Archived columns and blog posts by Matt Elliott

Rob Ford and the enduring myth of the 'dreaded car tax'

By: Metro Canada Published on Wed Aug 13 2014

Aside from the bit where he said that transit isn’t important for people without jobs, Mayor Rob Ford’s campaign speech yesterday was largely a rehash of well-worn, dubious talking points.

He also worked very hard at jogging public memory about the $60 vehicle registration tax, which existed for a couple of years before Ford convinced council to kill it after he took office. He’s even started referring to it as the “dreaded car tax.”

“Let me go back to the dreaded car tax, which had to be — had to be! — put in, or our roads would crumble. I think those were the words of my previous predecessor,” he said in his speech, before pointing out that Toronto’s roads have not, in fact, crumbled.

He later returned to the subject again: “Remember the car tax?” he asked rhetorically. “Yeah, I think I mentioned the car tax. I gotta get rid of the car tax. We got rid of the car tax! We do not need the car tax.”

The intent and implication seems obvious. Before Rob Ford took office, the narrative goes, the city had taxes like the car tax. Now, with Rob Ford in office, there is no car tax. Ergo: Rob Ford is a good guy and should be re-elected.

But I take issue with that, and with the myths that surrounded the vehicle registration tax.

To hear some tell it, the VRT was both an incredibly onerous and unfair tax. Apparently, it was also so political challenging to get rid of that Ford was the only person who could do it.

The VRT was hardly an onerous tax by any definition. It was a charge of five dollars per month, per car. Ford likes to talk about how cutting the tax created jobs, but it’s unclear that jobs can meaningfully created by individuals having an extra $60 or $120 per year. If you invested the tax's aggregate revenue into infrastructure construction, on the other hand, that would probably create a few jobs.

If we’re to accept that an extra $60 extra per is a weighty tax burden, then what do you call the $153 extra per year TTC Metropass holders have had to absorb via fare increases since 2010? By Ford's logic, think of all the jobs that could have been created if we had frozen that cost.

As for fairness, it’s easy to point to the idea that the VRT was unfair because people who lived outside the 416 boundaries didn’t have to pay it, but that sort of argument never holds much sway with me.

The fact always remains that Toronto homeowners pay the lowest property tax in the GTA, both in terms of percentage and in terms of real dollars. Fairness is a two-way street.

That said, I’d be reluctant to embrace a return of the VRT because it was a pretty unimpressive revenue generator, especially compared to the cash cow that is the land transfer tax. The VRT brought in $48 million in 2010 — the approximate equivalent of a two per cent increase in revenue from residential property taxes. Given how much of a political lightning rod it became, it seems like less of a hassle to collect that revenue through the property tax base.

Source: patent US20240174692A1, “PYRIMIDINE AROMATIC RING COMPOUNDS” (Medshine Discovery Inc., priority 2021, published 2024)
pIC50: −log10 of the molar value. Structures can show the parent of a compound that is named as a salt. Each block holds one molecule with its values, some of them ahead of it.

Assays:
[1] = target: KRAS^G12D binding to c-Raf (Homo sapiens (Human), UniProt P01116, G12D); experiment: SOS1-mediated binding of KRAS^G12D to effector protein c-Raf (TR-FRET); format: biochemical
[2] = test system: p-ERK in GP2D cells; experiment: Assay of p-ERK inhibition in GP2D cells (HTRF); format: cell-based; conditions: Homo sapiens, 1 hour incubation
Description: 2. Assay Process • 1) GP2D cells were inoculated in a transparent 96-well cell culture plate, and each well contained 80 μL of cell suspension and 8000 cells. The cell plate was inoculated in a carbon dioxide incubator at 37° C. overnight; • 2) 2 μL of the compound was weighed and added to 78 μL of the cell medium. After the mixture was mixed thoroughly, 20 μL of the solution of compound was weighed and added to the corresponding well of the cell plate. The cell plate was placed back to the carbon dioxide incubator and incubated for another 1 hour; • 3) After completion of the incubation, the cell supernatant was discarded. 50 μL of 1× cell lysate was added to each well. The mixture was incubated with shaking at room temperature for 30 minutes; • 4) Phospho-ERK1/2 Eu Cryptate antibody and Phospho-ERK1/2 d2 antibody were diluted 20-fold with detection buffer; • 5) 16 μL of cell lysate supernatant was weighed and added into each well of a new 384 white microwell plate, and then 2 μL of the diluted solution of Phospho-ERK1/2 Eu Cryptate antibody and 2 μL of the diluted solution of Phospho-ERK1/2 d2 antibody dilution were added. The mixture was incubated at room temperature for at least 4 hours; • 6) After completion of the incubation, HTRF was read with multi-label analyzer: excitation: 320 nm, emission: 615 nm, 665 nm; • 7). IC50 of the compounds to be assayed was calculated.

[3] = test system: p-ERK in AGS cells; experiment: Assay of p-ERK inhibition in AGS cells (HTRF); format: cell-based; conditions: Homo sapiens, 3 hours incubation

Which brings us to the biggest problem with Ford’s invoking of the dreaded car tax: he was not the only one with the will and the means to scrap it.

Here’s a quote from a candidate who opposed Ford in 2010: “The rift created between residents and city government by the vehicle registration tax is not worth its relatively small revenue. I will phase it out.”

That wasn’t some conservative longshot contender speaking. It was noted left-wing longshot Joe Pantalone.

And what about this quote on the vehicle registration tax from second-place finisher George Smitherman way back in February of 2010?

“I think it is one of those things that is a little bit like the straw that broke the camel's back, and elicits from so many people this feeling that they have been nickel and dimed…I know that the fiscal construct is hard around the city, but I'm going to do the heavy lifting and put the circle around that one as something that I would like to try to lead to reduction or elimination.”

Smitherman was talking about getting rid of the VRT before Ford even registered to run.

In other words, there’s good reason to think that dreaded car tax — which really shouldn’t have been so dreaded, but whatever — would have been partially or completely phased out even if Ford had never become mayor.

Perhaps that point should make even the most ardent tax-hating conservative wonder if electing Rob Ford — and all that he brought with him — was really worth it.

This post was originally published at on 2014-08-13T00:00:00.000Z

About the author

Matt Elliott

City Hall watcher, columnist and policy wonk in Toronto.
Website / Twitter / Email Archived columns and blog posts by Matt Elliott


Follow Me on Twitter

Recent Posts

Recent Comments